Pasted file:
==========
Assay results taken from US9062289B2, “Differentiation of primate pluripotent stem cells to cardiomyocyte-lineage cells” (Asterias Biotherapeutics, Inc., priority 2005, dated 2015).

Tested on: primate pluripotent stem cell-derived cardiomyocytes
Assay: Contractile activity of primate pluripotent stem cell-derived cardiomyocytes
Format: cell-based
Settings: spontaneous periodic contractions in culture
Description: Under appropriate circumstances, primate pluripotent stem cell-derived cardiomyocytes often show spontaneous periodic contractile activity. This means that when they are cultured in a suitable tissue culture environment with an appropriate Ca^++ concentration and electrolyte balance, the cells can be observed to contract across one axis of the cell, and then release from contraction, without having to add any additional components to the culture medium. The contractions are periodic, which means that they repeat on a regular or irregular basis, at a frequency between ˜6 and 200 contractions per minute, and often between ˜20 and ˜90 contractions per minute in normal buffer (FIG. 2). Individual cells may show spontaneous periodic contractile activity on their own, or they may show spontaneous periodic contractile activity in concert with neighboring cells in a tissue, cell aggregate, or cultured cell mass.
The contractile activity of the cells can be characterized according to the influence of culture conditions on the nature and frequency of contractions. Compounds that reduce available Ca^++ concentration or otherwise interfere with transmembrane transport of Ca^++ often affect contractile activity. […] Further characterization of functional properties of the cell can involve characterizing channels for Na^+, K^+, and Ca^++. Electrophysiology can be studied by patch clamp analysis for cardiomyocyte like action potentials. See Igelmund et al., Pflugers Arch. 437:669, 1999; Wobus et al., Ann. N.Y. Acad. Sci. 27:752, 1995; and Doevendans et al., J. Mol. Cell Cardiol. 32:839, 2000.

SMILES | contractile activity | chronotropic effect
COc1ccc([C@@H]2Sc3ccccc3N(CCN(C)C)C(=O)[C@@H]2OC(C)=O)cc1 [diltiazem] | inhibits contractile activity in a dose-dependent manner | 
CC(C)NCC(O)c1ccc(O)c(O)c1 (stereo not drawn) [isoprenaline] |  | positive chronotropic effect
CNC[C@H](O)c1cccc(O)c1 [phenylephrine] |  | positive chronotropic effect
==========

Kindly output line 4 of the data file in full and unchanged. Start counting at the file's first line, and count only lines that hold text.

Format: cell-based